SBC warned on veering further right: A risk of Pharisaism

Southern Baptists broke ties with their global brethren in the Baptist World Alliance, marshaled support for a familiar list of social issues, and voted to keep the Southern Baptist Convention name, despite suggestions that it hinders their image and growth.

In an emotional highlight of their annual meeting June 15-16 in Indianapolis, about 8,000 SBC messengers cheered President George W. Bush during the born-again president’s address live via satellite from the White House. Bush enlisted Southern Baptist help in promoting his social agenda, including a Federal Marriage Amendment, antiabortion legislation, faith-based social initiatives and tax cuts.

Meanwhile, messengers heard sermons laced with warnings about America’s moral direction and later passed resolutions opposing gay marriage, lamenting the “secularization” of American culture, and urging Christians to get involved politically and vote “biblical values.”

The meeting marked the 25th anniversary of the SBC’s historic conservative swing, and speakers frequently praised those leaders who led the so-called “conservative resurgence.” But some leaders worried aloud if the next generation of Southern Baptists will carry on their legacy of reform and whether the denomination can recover from its numerical stagnation.

Newly elected SBC President Bobby Welch said the convention is in decline—noting a fourth consecutive year of declining baptisms—and prescribed a plan to recommit Southern Baptists to evangelism. The conservatives are at a “threshold” that could leave the convention “better, worse or stagnated,” Welch, pastor of First Baptist Church in Daytona Beach, Florida, told reporters. “But I know we can’t tolerate the same-old, same-old.”

Morris Chapman, president of the SBC Executive Committee, took the soul-searching even further, warning messengers that the conservative movement is in danger of going too far to the right theologically. Without redirection, the SBC could now “fall into the error of Pharisaism,” he said, “lifeless orthodoxy parading as true faith.” Chapman, who has also served as SBC president in the past, added: “If Southern Baptists steer sharply to the right, we will end up on the road of separatism and independence.” He urged the convention “to return to some sense of normalcy.”

As expected, SBC messengers voted overwhelmingly to end the denomination’s 99-year relationship with the Baptist World Alliance, an international network of Baptist groups. Paige Patterson, speaking for the committee that recommended the break, told messengers that some of the 200-plus denominations worldwide affiliated with the BWA “do not believe in the inerrancy and infallibility of scripture.” Patterson, president of Southwestern Baptist Theological Seminary, also said that the SBC withdrawal in part was motivated by the “leftward drift” of such BWA members as the American Baptist Churches USA, which he claimed contains a “gay presence.”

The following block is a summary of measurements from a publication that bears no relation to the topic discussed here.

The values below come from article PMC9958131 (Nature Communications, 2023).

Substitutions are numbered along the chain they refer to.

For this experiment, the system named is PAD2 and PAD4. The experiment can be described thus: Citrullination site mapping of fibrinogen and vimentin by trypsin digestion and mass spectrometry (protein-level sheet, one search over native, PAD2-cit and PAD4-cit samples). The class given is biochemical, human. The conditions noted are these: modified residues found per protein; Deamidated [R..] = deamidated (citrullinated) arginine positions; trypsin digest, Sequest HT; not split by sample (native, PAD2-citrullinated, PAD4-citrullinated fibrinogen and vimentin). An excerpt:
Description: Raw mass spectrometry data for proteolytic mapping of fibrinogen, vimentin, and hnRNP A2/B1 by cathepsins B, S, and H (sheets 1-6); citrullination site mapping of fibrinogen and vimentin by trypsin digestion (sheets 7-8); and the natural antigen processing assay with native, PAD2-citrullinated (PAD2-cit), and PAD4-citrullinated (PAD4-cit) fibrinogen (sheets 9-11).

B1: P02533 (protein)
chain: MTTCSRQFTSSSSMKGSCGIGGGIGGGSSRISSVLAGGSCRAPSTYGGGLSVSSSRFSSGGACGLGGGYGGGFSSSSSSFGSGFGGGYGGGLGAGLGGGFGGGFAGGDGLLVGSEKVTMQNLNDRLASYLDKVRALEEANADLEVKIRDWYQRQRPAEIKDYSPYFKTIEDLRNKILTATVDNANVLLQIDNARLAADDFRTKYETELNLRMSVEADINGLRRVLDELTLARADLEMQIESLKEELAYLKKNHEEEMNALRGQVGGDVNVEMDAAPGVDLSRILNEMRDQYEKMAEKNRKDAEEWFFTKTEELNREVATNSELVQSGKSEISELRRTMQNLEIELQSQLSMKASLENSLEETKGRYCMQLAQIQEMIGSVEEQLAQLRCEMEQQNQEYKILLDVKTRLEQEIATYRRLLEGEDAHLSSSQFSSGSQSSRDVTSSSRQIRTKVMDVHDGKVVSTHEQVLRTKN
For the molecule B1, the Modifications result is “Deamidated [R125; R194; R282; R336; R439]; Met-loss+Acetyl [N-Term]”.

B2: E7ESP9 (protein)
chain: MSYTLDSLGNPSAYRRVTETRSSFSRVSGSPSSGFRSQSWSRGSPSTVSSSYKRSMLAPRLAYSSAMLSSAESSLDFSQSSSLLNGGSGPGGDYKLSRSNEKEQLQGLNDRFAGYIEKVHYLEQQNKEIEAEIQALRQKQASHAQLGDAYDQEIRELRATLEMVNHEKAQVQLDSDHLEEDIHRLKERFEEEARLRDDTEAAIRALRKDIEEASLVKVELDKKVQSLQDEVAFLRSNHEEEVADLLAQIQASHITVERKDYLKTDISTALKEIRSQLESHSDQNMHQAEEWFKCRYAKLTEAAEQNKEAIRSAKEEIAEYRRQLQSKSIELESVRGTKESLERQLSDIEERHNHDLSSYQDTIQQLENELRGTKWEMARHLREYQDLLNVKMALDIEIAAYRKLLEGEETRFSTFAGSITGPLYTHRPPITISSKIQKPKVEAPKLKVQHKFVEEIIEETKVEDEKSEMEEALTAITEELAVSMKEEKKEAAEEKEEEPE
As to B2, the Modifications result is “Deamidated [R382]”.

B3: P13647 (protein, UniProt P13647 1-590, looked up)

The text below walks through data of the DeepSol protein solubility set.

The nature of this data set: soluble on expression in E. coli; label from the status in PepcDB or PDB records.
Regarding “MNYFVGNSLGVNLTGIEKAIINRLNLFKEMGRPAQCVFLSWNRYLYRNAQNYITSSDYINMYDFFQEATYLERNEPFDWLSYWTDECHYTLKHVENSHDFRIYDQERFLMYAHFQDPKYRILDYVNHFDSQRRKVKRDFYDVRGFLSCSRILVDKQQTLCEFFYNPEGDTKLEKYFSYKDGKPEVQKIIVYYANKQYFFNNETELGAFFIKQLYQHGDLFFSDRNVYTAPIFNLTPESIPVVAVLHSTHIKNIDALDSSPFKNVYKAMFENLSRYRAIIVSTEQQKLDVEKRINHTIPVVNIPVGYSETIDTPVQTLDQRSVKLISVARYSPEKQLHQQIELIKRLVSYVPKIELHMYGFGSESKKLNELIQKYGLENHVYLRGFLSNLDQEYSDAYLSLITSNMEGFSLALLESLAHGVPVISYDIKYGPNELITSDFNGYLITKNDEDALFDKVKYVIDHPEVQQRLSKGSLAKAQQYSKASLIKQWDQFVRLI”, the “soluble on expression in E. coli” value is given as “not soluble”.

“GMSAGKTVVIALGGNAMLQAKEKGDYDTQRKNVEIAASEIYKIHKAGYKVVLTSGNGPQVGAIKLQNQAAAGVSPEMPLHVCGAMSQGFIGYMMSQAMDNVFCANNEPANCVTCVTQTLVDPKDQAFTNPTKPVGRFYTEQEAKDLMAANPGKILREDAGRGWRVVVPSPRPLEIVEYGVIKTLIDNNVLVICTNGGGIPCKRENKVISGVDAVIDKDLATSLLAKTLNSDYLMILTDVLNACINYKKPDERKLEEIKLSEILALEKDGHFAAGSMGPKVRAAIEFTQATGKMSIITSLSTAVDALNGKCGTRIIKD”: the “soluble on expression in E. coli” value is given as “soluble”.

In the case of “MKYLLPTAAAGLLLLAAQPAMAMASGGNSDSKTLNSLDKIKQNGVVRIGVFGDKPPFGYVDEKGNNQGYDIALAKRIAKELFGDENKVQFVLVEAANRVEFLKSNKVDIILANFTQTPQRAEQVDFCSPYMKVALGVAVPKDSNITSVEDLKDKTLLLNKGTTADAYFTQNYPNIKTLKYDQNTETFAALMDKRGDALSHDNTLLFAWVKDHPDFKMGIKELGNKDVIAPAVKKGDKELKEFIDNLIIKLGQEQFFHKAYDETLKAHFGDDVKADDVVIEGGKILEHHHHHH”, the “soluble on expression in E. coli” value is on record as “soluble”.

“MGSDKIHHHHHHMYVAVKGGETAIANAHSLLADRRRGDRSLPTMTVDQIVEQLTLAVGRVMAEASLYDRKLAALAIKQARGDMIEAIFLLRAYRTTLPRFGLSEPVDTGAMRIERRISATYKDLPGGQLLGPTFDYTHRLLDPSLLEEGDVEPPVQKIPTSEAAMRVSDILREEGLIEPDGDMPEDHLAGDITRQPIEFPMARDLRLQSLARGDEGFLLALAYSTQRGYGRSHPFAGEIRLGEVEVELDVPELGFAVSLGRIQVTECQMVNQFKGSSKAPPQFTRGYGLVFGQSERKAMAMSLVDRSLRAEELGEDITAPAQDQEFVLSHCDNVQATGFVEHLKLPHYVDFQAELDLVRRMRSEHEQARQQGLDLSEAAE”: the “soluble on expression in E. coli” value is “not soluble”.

ABCUSA leaders said they were surprised by Patterson’s claims, reported the American Baptist News Service. “Dr. Patterson’s statement is completely outrageous,” said ABC General Secretary A. Roy Medley. “Nowhere, in any of the conversations with the BWA, has such an excuse ever been given.” The Southern Baptist pullout, he added, “was clearly and solely a response to the BWA’s vote to welcome the Cooperative Baptist Fellowship,” the group of moderate Southern Baptist congregations disenchanted with the SBC swing to the right.

Denton Lotz, BWA executive director, later said the SBC’s charges of liberalism are inaccurate and unfair. “There are 211 confessions or statements of faith” among BWA’s 211 member bodies around the world. “We certainly are not liberal. We’re all conservative evangelicals.”

Addressing the convention a third time in his presidency, Bush emphasized themes that resonated with the convention’s conservative core—the battle against terrorism and the struggle to bring democracy to the Middle East, his record on tax cuts and job creation, as well as on education and Medicare. He called on the U.S. Senate to allow him to appoint conservative judges and on Congress to pass laws supporting government funding for faith-based initiatives. SBC leaders noted that Bush’s appearance did not constitute an endorsement of his reelection campaign.

And convention resolutions on political involvement and support for the military stopped short of endorsing Bush or the war in Iraq. A resolution on Christian citizenship urged “all Christians to vote in accordance with biblical values rather than according to party lines, personalities or candidate rhetoric.” It called on churches to conduct voter registration and education.

But a much-anticipated resolution calling for Southern Baptists to withdraw from public schools failed to gain the approval of the resolutions committee or most of the messengers. The issue of education had been sufficiently addressed in past statements, the committee said, while the issue of how to educate children is best left to parents. An amendment to add the anti-public-school plea to the resolution on secularization failed to garner a majority.

The idea of studying a name change for the Southern Baptist Convention had the preconvention support of SBC President Jack Graham of Dallas. But messengers voted 55 percent to 45 percent not to form a study committee. Supporters of the study, many from outside the South, said the regional name hinders church growth. Noting that the SBC has churches in both the United States and Canada, Herb Stoneman of Salt Lake City said a new name “would better reflect who we are.” –Greg Warner, Associated Baptist Press